When you think about a butterfly centre you might think it would be boring, but believe me this place was fantastic. A real surprise – you can visit a place called Flying Colours in Bohol in the Philippines.
It was my first time to visit a butterfly centre. So what actually happens here? First up the entry cost is 35 Philippine Pesos. Works out less than $1 US Dollar so paying it is not an issue. The price includes a guided tour – a lady basically tells you about butterflies, takes you round the sanctuary and helps you take photos.
First section you see a range of caterpillars and you can hold them. Despite having seen numerous caterpillars in my time, this was the first time to see a ‘big’ caterpillar. In glass boxes they have various stages of the caterpillar development – from being a caterpillar, to eating, to being housed in a cocoon to releasing themselves as butterflies! These were all live insects ready to become butterflies, the time it takes for the transformation varies but most of the ones we saw would take just over two weeks to go from caterpillar to butterfly.
After that you can see the biggest butterfly in the Philippines, which has been preserved in a box. It’s pretty big! Plus they have also preserved a moth, again photos are welcome and you can get fun ones taken to pretend you have butterfly wings!
The last section of your tour at the centre will be outside where you can see and hold lots of butterflies. Different colours are here too. This is a place worth seeing and the travelling lifestyle will make you enjoy it more.
So what is it? A butterfly farm!
Where can I find it? In Bohol in the Philippines
How to get there? Hire a car or bike might work out the best, but we got this visit included as part of a day long tour of Bohol.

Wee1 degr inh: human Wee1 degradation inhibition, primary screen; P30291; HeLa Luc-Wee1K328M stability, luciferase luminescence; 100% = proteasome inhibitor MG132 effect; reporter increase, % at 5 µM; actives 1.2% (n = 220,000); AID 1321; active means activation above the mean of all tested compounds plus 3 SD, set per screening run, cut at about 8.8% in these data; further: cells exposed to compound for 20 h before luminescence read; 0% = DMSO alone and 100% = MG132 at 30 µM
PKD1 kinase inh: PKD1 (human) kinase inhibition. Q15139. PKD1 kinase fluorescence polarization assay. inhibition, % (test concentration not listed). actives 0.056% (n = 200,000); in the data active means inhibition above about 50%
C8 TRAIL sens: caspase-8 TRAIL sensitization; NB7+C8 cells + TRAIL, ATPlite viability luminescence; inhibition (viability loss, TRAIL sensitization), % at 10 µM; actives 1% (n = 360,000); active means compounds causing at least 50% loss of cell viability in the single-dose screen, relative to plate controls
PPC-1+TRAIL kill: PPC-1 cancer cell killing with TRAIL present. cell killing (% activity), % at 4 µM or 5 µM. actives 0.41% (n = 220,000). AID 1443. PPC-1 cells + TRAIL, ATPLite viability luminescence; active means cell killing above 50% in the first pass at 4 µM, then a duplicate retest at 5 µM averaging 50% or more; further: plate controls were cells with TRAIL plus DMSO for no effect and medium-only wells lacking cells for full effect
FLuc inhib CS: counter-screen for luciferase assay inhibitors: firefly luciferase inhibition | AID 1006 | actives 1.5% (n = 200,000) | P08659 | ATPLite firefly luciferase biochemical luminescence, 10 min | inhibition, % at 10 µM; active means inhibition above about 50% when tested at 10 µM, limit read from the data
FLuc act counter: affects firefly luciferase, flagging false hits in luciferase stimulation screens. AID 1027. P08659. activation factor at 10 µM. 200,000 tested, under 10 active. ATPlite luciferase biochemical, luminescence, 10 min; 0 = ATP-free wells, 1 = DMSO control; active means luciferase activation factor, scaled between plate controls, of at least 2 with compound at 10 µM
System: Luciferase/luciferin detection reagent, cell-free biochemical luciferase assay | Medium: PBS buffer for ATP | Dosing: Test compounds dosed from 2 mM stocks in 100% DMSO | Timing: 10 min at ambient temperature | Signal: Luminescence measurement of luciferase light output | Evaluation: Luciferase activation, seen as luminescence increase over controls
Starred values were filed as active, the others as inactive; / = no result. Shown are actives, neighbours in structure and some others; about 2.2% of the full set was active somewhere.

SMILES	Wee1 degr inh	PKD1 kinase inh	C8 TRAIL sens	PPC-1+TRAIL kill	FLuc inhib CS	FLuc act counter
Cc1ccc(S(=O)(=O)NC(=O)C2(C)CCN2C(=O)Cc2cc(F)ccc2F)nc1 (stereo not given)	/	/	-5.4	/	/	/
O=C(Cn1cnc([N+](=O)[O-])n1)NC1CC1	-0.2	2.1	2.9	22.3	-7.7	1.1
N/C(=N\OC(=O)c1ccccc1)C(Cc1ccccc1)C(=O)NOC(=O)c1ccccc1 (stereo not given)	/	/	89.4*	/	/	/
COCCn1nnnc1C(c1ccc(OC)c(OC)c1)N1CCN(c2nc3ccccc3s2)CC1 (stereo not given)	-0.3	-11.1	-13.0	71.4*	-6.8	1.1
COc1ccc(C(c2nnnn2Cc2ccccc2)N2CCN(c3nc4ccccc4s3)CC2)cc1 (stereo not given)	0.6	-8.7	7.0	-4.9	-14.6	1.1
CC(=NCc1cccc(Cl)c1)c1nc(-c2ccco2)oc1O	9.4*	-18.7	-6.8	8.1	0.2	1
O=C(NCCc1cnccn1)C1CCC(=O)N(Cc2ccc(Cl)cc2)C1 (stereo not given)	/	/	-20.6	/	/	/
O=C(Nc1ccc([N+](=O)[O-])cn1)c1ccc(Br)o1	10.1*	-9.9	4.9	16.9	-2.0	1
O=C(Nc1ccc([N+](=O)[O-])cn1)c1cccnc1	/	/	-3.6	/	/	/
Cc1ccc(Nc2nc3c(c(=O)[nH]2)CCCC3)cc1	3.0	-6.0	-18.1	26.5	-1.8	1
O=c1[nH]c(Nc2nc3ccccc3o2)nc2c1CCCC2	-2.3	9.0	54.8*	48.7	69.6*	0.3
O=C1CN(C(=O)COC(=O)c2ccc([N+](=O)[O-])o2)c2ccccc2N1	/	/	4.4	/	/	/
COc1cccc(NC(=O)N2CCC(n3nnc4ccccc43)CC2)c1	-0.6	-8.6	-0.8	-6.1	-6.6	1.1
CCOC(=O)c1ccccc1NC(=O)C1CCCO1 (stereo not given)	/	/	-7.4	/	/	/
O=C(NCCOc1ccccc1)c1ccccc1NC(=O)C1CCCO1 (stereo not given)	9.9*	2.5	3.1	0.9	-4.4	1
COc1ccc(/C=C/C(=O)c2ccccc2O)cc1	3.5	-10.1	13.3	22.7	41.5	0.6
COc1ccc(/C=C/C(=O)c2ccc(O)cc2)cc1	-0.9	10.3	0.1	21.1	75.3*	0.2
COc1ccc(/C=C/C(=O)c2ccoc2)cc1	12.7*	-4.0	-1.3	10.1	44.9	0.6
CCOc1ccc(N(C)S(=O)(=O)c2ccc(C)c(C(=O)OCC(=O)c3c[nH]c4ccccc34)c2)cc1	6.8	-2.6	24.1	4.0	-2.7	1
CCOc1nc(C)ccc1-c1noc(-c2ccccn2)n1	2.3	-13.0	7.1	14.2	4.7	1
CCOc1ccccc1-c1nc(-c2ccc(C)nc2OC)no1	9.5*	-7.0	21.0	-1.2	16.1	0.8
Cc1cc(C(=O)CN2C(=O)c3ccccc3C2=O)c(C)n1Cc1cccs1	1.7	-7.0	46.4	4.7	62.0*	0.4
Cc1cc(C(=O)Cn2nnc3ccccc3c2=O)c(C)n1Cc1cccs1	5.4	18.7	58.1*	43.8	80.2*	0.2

Admission price – 35 Philippine Pesos
The people that work there are all local
To read more stuff like Flying Colours Butterfly Centre head to Jonny Blair’s popular website on a lifestyle of travel for more travel stories and tips.. This article, Butterfly Centre in Bohol, Philippines is released under a creative commons attribution license.
Orca (Killer) Whales roam the oceans of the world. These beautiful mammals normally travel in small family groups called pods. “Transient” Orca whales (those that continually travel) live in smaller pods than “Resident” Orca whales who live in much larger family groups and tend to stay in certain well defined areas for most of the year.
The San Juan Islands of Washington State offer the best Orca whale watching in the world. The “Southern Residents” as these Orca whales are called live in three pods called J, K,& L pod. The total amount of whales in these three pods is almost ninety animals. J, K & L pod all inter-act with each other, often swimming together and should be considered one very large extended family of Orca Whales. There also is a group of Orca Whales called the “Northern Residents” who live in British Columbia, but these animals live in an area that is very hard to access for the general public, and so viewing them is very difficult.
“Southern Resident” Orca whales live and travel in an area called the Salish Sea (an Indian name for this coastal area). This area includes the San Juan Island archipelago of Washington State and the Gulf Islands of British Columbia. The reason that this area can support so many resident Orca Whales is because Salmon ( the only thing the resident Orca’s eat) are so plentiful. Salmon is a very rich food source and these fish return from the Pacific Ocean where they spend up to four years before they swim down the Strait of Juan de Fuca, and into the Salish Sea as they travel back to the rivers where they spawned from.
You can find many professional whale watching companies to take you out to view the Orca Whales of Washington State. Most whale watching boats leave from Canadian ports but some whale watching boats leave right from the San Juan Islands. The best way to view these wonderful mammals is to make an enjoyable day of it. Walk on the Washington State ferry departing from Anacortes ( schedule is available on-line) and rendezvous with the whale watching company of your choice in the San Juan Islands, (do book your trip ahead of time). You can go on a very large boat( some taking over fifty passengers at a time) to small boats that only take six guests and the captain.
Seeing the Orca Whales of Washington State is a spectacular experience of majesty, and elegant beauty in nature. This trip should be on everybody’s “bucket list”.